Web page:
Bhutanese boys wearing gho at a festival in Punakha, November 2006
Jigme Khesar Namgyel Wangchuck, Druk Gyalpo of Bhutan, wearing a gho and royal saffron kabney

The gho or g'ô (Dzongkha: བགོ, IPA: [ɡ̊hoː˨])[1] is the traditional and national dress for men in Bhutan. Introduced in the 17th century by Ngawang Namgyal, 1st Zhabdrung Rinpoche, to give the Ngalop people a more distinctive identity, it is a knee-length robe tied at the waist by a cloth belt known as the kera (Dzongkha: སྐེད་རགས་, romanizedsked rags).[2][3][4] On festive occasions, it is worn with a kabney.

The government of Bhutan requires all men to wear the gho if they work in a government office or school. Men are also required to wear the gho on formal occasions. In its modern form, the law dates from 1989, but the driglam namzha dress code is much older.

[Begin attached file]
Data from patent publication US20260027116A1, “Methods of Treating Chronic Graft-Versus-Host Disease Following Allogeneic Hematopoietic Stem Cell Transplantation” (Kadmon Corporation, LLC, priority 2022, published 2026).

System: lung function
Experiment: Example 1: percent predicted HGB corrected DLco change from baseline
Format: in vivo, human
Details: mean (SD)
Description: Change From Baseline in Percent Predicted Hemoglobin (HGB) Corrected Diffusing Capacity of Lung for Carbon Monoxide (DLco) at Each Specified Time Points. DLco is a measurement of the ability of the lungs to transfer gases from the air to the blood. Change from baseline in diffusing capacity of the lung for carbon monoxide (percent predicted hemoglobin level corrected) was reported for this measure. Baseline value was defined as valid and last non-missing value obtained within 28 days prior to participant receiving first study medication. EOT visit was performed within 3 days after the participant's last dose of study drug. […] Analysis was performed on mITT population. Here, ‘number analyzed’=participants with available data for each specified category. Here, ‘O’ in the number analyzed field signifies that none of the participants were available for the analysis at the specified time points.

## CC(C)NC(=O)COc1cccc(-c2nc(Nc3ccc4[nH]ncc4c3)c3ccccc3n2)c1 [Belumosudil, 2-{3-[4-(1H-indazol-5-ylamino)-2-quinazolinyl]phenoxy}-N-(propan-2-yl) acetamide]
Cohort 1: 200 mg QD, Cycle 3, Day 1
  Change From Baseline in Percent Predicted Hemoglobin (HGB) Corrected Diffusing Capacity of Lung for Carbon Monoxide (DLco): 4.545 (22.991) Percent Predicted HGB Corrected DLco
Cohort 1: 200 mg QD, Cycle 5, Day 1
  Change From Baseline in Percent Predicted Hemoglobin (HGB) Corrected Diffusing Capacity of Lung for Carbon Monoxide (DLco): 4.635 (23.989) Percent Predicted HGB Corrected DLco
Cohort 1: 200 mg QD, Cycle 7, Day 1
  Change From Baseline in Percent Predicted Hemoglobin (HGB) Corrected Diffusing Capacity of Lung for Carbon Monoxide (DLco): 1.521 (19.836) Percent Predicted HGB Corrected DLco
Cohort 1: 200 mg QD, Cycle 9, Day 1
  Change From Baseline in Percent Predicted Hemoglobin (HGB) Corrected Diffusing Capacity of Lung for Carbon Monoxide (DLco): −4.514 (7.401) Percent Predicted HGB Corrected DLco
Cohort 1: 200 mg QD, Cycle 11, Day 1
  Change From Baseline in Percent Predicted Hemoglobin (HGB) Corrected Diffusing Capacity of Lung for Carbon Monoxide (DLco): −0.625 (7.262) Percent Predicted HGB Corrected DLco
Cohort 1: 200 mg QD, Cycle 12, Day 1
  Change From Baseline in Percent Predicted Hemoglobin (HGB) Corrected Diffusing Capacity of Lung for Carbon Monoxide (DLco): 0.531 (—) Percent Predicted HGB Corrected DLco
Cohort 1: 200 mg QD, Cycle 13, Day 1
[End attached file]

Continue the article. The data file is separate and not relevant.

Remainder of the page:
The traditional dress for men is the gho, a knee-length robe tied with a handwoven belt, known as kera. Under the gho, men wear a tego, a white jacket with long, folded-back cuffs.[5]

See also


  1. ^ Driem, George van (1998). Dzongkha = Rdoṅ-kha. Leiden: Research School, CNWS. p. 74. ISBN 978-9057890024.
  2. ^ Levinson, David; Christensen, Karen (2002). Encyclopedia of Modern Asia: China-India relations to Hyogo. Encyclopedia of Modern Asia. Vol. 2. Charles Scribner's Sons. pp. 104–105. ISBN 0-684-31243-3. Retrieved 2011-10-15.
  3. ^ Brown, Lindsay; Armington, Stan (2007). Bhutan. Country Guides (3 ed.). Lonely Planet. pp. 49–52, 80. ISBN 978-1-74059-529-2. Retrieved 2011-10-15.
  4. ^ Bartholomew, Mark (1985). Thunder Dragon Textiles from Bhutan: the Bartholomew Collection. Shikōsha. p. 38. ISBN 9784879400147. Retrieved 2011-10-16.
  5. ^ Daily Bhutan